Episode 10. Blind quantifiers. Unistructurality The blind universal and existential quantifiers DeMorgan’s laws for blind quantifiers The hierarchy of quantifiers How blind quantification affects game trees. 0. 10.1. Unistructurality.
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A game A is said to be unistructural iff, for any valuations e1 and e2, we have
Intuitively, unistructural games are games all instances of which have the same
structure. All of the examples of games that we have seen so far are unistructural, and
so are all naturally emerging games. Also, all of our game operations preserve the
unistructural property of games. Hence, if you wish, it is safe to assume that “game”
always means “unistructural game”. For the sake of generality, however, we do not
officially impose this unnecessary restriction on games.
Our definition (next slide) of the blind quantifiersx (universal) and x (existential),
however, assumes that the game A(x) to which they are applied satisfies the weaker
condition of x-unistructurality.
We say that a game A(x) is x-unistructural iff, for any valuation e and any two
constants c and d, Lre[A(c)]=Lre[A(d)]. Intuitively, this means that the structure of
any given instance of A does not depend on the value of x (but may depend on the
values of some other variables).
Of course, every unistructural game is also x-unistructural for any variable x.
Definition 10.1. Let A(x)be an x-unistructural game.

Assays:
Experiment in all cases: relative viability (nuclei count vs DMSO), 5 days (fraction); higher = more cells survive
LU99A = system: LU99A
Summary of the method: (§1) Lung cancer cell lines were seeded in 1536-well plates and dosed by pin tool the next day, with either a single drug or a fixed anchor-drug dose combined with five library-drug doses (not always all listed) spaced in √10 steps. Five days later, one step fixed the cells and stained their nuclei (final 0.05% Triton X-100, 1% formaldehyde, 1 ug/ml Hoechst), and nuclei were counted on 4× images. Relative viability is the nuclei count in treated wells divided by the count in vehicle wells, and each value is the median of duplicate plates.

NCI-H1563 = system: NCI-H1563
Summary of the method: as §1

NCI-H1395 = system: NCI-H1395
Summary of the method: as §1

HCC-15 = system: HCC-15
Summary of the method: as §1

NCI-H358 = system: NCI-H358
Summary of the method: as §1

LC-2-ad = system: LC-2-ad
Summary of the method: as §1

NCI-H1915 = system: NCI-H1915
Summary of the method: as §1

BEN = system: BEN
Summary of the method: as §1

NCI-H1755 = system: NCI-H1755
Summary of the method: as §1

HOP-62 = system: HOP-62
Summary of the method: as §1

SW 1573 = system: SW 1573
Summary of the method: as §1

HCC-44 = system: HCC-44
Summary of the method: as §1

(a) The gamexA(x)is defined by:
(b) The gamexA(x) is defined by:
Intuitively, playing xA(x) or xA(x) means just playing A(x) “blindly”, without
knowing the value of x. In xA(x), Machine wins iff the play it generates is successful
for every possible value of x, while in xA(x) being successful for just one value is
When applied to elementary games, the blind quantifiers, just like the parallel
quantifiers, act exactly as the quantifiers of classical logic.
Unlike xA(x) which is a game on infinitely many boards, both
⊓xA(x)and xA(x) are one-board games. Yet, they are very different
from each other.
To see this difference, compare the problems
2 (Environment selects a
number m, to which Machine
replies by 0 or 1)
1 (only Machine has a
move, 0 or 1)
Of course. Evenness
is a decidable problem.
No. Machine cannot
select a ⊔-disjunct
that would be true
for all values of x.
x(Even(x)⊔Odd(x) ⊓y(Even(x+y)⊔Odd(x+y)))A computable -problem
This problem is computable. The idea of a winning strategy is that, for any given y,
in order to tell whether x+y is even or odd, it is not really necessary to know the value
of x. Rather, just knowing whether x is even or odd is sufficient. And such knowledge
can be obtained from the antecedent.
In other words, for any known y and unknown x, the problem of telling whether
x+y is even or odd is reducible to the problem of telling whether x is even or odd.
Specifically, of both x and y are even or both are odd, then x+y is even; otherwise
x+y is odd.
Below is the evolution sequence induced by a run where Machine used a winning
The play hits ⊤, and thus Machine wins.